Pale lavender flowers accompany the chocolate/espresso foliage. I love the species but, this beauty brings a pop of color contrast that disappearing purple heucheras can't! G. maculatum is found in open woods throughout the Eastern US. It can make a sweet ground cover if given enough moisture and good drainage.



Senecio aureus


Golden Ragwort is a member of the Happy Trinity of Spring plants in the front gardens~it's a fairly aggressive colonizer in moist situations. I enjoy the green with purple rosettes all winter and thoroughly love that it creates a huge mass of bright yellow flowers each spring. It is shade tolerant. Little bees, flies and small skippers visit it. Another Eastern North American native~This one loves Florida, but not LA!


Phlox pilosa and Senecio aureus
Phlox pilosa is the Practically Perfect Pink Phlox that I refer to frequently. It's a marvelous plant. I've shared it with gardeners on the East and West Coasts, the Midwest and Central South! It's even in a Florida garden. That's one of the characteristics that makes it so perfect! It's a trouble free plant with a two month long bloom time and fragrant pink flowers. This plant is a bee and butterfly magnet. It grows in shade, sun and in between. That's why it's practically perfect! Like most of the plants I grow this one is also native to the Eastern and central US.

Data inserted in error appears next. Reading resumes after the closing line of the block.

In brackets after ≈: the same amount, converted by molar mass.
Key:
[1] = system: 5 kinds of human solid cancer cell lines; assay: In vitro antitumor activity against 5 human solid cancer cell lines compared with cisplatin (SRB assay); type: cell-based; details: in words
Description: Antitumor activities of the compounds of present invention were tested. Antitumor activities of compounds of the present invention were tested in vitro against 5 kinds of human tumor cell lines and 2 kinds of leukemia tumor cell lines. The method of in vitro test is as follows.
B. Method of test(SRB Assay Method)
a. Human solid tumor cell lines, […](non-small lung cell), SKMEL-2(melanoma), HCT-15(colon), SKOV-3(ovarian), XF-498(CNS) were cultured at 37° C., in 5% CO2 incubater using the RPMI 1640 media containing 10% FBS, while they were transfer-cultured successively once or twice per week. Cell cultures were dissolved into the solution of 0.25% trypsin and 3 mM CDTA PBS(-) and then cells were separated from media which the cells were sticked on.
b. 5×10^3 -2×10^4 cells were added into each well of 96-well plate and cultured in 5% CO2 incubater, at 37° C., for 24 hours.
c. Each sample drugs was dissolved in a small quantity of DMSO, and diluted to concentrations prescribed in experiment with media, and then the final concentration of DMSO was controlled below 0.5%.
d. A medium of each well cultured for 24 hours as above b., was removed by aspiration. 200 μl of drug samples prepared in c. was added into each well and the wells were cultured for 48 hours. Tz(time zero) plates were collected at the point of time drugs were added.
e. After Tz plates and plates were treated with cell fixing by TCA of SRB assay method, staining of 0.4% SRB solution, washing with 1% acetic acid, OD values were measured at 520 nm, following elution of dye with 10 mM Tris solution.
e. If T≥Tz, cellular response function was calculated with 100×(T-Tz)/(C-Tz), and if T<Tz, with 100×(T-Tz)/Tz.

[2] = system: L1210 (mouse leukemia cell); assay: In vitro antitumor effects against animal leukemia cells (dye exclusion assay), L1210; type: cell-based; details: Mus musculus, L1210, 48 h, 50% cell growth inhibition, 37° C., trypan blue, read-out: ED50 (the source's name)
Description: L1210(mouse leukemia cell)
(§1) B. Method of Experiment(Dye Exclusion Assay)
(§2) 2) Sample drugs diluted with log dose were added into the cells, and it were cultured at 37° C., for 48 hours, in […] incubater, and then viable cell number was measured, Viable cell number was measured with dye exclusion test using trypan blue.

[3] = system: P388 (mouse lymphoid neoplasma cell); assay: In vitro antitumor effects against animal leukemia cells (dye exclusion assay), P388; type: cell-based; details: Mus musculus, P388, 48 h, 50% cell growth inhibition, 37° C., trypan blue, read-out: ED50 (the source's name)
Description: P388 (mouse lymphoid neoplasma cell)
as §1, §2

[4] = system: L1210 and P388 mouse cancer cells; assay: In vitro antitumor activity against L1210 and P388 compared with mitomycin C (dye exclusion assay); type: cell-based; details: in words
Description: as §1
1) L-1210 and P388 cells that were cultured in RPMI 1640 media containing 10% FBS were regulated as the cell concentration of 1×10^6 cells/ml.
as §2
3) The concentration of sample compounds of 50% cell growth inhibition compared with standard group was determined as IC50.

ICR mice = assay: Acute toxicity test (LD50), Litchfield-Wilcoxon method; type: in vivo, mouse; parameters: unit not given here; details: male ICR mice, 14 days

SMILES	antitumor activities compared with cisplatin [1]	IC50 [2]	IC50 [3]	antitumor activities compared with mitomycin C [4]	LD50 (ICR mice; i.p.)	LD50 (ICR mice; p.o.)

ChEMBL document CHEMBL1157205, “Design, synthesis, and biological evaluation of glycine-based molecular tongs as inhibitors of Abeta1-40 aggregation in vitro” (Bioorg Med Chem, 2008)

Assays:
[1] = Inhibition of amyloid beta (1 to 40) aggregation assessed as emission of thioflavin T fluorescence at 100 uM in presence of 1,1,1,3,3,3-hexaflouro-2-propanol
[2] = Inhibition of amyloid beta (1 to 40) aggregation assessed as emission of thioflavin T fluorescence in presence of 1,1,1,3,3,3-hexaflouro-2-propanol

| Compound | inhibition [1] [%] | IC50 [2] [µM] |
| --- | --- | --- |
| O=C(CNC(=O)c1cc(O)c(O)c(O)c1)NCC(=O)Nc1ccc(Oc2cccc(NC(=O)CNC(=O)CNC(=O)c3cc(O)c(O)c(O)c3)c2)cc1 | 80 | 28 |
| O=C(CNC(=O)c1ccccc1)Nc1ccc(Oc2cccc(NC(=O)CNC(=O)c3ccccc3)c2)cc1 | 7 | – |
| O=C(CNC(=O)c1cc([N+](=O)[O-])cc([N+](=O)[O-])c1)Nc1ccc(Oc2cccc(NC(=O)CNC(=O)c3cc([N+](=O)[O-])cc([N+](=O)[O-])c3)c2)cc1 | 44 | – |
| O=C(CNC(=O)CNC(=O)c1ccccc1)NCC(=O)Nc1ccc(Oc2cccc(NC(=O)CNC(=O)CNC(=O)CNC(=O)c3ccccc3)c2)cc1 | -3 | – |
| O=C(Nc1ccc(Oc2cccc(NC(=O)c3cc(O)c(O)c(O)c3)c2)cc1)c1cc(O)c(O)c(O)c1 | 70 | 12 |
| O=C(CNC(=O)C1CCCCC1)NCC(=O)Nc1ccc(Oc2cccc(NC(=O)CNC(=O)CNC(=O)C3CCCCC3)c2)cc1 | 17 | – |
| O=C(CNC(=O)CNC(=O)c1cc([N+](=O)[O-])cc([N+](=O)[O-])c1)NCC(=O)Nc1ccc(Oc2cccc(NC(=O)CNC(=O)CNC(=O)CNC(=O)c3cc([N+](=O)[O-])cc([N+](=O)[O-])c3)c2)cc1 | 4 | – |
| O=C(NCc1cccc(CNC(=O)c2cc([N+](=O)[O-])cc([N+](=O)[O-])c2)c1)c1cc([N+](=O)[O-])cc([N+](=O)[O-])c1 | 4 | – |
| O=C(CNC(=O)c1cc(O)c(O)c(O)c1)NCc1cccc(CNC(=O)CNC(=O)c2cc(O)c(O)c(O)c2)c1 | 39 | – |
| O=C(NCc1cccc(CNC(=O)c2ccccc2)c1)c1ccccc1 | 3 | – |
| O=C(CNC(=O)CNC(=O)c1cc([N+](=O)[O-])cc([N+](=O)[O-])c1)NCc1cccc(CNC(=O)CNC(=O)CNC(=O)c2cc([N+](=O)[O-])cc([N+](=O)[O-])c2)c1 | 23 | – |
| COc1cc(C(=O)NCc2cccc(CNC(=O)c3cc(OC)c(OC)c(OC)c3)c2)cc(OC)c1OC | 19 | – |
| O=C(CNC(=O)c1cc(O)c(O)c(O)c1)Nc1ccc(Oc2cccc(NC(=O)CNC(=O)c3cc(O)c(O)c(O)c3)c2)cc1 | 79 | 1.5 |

Euonymous americanus
Strawberry Bush is strictly an Eastern US native understory 'shrub'. It's deer candy in the woodlands where it's endemic! Most people are under awed by the Spring flowers, but, I like them. They are tiny and pale. The real payoff is each fall when the fruit pods split open revealing dangling seeds and the mystery of why they have the common name Hearts-A-Bustin! It's visited by bees.